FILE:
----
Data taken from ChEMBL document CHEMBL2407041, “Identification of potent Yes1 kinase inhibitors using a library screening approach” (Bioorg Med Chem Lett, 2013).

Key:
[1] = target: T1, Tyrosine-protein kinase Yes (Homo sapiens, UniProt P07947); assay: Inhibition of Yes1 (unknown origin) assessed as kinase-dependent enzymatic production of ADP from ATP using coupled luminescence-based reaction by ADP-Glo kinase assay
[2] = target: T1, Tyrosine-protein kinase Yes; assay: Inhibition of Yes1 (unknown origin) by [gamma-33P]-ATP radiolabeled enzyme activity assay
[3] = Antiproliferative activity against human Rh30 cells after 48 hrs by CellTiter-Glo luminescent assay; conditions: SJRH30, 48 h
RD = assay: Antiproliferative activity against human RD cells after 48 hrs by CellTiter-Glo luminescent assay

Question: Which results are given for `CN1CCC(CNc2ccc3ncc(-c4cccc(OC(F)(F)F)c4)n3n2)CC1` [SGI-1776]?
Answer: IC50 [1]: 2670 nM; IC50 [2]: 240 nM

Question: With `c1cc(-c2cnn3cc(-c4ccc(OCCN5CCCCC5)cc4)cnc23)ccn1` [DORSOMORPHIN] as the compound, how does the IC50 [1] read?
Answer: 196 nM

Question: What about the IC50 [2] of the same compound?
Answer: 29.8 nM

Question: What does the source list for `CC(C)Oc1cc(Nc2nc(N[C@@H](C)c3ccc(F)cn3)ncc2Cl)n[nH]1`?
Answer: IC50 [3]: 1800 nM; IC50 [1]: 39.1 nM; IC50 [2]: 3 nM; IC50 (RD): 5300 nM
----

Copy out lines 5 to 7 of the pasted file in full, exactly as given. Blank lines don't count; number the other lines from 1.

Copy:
[3] = Antiproliferative activity against human Rh30 cells after 48 hrs by CellTiter-Glo luminescent assay; conditions: SJRH30, 48 h
RD = assay: Antiproliferative activity against human RD cells after 48 hrs by CellTiter-Glo luminescent assay

Question: Which results are given for `CN1CCC(CNc2ccc3ncc(-c4cccc(OC(F)(F)F)c4)n3n2)CC1` [SGI-1776]?